Daniel Craig Thinks Women Should Have Their Own Action Franchise—Outside of James Bond—But He May Be Missing the Point

Daniel Craig attends the premiere of Spectre at Royal Albert Hall. (Photo by rune hellestad/Corbis v...
Rune Hellestad - Corbis/Corbis Entertainment/Getty Images

As Bond buffs prepare for the long-delayed No Time to Die, the 25th movie in the spy thriller franchise, the ongoing conversation of gender in the series is once again bubbling up. This time, though, the discussion is even more pertinent, considering Daniel Craig, who has starred as the titular Brit since 2006, will hang up his martini glass after this upcoming installment. So, will the next person to gain a license to kill be a woman? Craig apparently doesn’t think so. “The answer to that is very simple,” he recently told Radio Times. “There should simply be better parts for women and actors of color. Why should a woman play James Bond when there should be a part just as good as James Bond, but for a woman?”

It’s an interesting idea, though it ignores the fact that a female James Bond alternative would not have a 60-year film history to support her. In the past, when women have taken on similar characters outside the franchise, the result has paled in comparison. Take Atomic Blonde, a well-liked action movie starring powerhouse Charlize Theron as an M16 agent. The movie, which was released in 2017, reportedly grossed a little over $100 million worldwide. Meanwhile, the most recent Bond film, Spectre, reportedly grossed over $880 million.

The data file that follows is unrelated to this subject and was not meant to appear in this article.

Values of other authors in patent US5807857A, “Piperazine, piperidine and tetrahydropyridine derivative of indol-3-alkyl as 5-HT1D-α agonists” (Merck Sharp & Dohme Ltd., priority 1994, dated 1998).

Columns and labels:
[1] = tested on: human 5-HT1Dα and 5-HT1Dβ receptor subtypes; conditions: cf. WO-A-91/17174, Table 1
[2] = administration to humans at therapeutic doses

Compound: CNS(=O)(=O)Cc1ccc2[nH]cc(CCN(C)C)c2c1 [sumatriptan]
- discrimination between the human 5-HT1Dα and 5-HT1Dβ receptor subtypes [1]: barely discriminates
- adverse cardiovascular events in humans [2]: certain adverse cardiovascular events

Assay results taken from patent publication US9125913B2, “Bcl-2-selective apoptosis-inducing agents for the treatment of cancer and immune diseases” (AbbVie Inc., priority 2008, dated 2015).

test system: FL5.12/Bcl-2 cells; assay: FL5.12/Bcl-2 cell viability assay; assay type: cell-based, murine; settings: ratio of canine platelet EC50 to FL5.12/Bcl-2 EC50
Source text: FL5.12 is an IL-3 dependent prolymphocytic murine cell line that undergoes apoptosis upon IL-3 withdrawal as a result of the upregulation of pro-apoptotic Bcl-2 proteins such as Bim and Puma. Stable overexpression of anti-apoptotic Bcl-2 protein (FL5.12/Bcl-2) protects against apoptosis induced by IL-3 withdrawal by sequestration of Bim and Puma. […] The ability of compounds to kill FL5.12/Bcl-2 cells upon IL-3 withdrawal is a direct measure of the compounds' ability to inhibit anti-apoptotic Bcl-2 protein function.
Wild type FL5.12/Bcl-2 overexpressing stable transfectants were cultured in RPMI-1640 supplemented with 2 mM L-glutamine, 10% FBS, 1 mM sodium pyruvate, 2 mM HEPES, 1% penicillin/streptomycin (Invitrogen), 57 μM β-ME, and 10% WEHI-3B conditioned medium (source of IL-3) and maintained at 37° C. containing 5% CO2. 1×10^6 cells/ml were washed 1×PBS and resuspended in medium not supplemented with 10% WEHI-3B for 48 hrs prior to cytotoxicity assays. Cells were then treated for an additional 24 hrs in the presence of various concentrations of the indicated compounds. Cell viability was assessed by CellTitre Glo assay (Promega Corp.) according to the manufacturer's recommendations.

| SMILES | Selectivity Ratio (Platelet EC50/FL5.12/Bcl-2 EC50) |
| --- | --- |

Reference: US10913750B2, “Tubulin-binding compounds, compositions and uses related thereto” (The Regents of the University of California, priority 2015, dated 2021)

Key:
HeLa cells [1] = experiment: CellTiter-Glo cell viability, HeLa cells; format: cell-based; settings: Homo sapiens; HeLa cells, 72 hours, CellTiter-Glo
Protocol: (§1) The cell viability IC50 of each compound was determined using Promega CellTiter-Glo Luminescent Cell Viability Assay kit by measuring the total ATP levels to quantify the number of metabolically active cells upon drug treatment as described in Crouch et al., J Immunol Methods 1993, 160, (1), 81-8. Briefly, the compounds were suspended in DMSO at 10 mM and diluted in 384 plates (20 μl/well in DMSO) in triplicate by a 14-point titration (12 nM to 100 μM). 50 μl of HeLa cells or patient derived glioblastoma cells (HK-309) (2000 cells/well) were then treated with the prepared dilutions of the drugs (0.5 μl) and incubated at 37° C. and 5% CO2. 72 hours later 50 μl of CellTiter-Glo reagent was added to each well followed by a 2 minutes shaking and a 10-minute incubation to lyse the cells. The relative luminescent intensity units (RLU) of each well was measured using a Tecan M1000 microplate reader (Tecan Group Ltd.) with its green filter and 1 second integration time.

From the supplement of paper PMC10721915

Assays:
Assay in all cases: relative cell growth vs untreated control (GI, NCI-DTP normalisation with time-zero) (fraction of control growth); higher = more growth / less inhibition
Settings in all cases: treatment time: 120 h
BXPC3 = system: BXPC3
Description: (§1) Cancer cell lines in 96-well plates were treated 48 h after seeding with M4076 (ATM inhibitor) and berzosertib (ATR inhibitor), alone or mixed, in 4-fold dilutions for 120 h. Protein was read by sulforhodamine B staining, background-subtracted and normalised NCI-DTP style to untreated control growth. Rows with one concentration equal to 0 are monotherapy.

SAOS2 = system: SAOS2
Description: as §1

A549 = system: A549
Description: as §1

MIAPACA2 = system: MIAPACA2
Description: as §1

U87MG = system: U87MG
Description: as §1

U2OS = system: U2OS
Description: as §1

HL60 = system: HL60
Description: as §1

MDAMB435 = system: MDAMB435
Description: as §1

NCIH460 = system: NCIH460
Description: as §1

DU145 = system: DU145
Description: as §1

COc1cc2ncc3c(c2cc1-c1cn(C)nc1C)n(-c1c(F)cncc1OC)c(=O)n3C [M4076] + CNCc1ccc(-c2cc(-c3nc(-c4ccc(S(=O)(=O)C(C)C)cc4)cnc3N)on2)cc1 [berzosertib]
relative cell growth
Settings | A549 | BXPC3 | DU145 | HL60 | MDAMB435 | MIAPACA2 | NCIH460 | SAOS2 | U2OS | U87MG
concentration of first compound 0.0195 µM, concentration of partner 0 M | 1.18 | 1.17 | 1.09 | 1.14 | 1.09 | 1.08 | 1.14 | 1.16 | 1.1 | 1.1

Of course, Craig is saying goodbye to the franchise, so his opinion shouldn’t matter. Unfortunately, he isn’t the only one who holds it. Film producer Barbara Broccoli who, according to Variety, has “an unprecedented level of creative control, serving as the final arbiter on everything from the scripts to the casting to the promotional materials” thanks to a “highly unique deal,” agrees with Craig.

“He can be of any color, but he is male,” Broccoli said of a replacement for Craig. “I believe we should be creating new characters for women—strong female characters. I’m not particularly interested in taking a male character and having a woman play it. I think women are far more interesting than that.”

Some were hoping the now vacant role would be given to Captian Marvel’s Lashana Lynch, who will be introduced in the upcoming film as the first-ever female 007, just a step away from adopting the full Bond moniker. But Lynch has insisted she’s not interested. “Nooo! You don’t want me!” she told The Guardian recently.

She continued, saying, “We are in a place in time where the industry is not just giving audiences what it thinks the audience wants. They’re actually giving the audience what they want to give the audience. With Bond, it could be a man or woman. They could be white, black, Asian, mixed race. They could be young or old. At the end of the day, even if a two-year-old was playing Bond, everyone would flock to the cinema to see what this two-year-old’s gonna do, no?”

But right now, we aren’t asking for a two-year-old Bond (though I do know one specific British baby who would look great in a tux cough cough Archie). We just want Jane, who wears Sergio Hudson suits and keeps her gun attached to the garter of her Fenty lingerie. Is that too much to ask?